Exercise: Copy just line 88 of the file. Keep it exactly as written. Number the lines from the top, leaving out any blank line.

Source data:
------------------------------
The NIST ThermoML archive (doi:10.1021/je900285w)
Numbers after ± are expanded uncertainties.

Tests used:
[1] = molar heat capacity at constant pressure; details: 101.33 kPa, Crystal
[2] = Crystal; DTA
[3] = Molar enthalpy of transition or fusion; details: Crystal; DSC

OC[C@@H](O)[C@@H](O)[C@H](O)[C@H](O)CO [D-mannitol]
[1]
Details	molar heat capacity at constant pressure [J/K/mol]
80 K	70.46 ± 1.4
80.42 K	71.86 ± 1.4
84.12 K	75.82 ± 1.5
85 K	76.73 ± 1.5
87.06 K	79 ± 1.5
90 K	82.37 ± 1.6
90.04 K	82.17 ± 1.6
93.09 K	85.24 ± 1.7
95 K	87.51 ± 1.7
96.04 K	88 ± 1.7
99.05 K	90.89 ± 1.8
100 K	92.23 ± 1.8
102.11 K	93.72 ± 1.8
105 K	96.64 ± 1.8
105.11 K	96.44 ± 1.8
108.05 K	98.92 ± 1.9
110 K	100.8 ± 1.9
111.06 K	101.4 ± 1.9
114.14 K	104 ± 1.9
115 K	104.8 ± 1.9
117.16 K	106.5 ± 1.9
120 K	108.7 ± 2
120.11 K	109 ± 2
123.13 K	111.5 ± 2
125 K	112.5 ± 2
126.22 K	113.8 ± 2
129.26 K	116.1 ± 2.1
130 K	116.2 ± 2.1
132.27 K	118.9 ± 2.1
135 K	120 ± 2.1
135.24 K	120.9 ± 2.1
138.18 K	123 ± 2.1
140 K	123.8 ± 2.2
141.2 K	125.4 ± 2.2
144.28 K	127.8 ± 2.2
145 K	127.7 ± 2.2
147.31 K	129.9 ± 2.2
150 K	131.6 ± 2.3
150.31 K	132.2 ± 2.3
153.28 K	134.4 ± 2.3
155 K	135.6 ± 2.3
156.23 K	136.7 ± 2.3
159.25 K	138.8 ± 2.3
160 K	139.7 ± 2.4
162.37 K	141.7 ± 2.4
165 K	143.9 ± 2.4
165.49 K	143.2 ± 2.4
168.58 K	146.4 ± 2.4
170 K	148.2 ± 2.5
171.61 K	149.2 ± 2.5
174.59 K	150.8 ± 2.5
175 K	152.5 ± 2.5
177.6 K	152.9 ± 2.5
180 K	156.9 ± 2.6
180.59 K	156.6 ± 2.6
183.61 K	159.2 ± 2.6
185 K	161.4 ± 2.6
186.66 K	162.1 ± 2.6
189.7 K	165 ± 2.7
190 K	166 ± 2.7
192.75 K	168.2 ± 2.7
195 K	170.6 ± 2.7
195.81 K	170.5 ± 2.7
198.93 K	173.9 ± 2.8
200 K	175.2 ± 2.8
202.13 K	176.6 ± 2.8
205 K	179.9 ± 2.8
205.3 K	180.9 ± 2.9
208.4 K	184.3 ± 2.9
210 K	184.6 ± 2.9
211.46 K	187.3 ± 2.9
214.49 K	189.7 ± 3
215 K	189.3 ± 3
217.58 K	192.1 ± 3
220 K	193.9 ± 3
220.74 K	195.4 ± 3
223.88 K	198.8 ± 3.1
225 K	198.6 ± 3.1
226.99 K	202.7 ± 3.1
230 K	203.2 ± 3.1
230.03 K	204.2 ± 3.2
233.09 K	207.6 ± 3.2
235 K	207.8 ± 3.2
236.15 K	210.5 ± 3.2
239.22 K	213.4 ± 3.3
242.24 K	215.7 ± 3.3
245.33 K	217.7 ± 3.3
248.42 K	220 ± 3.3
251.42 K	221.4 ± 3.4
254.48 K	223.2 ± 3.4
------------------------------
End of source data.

226.99 K	202.7 ± 3.1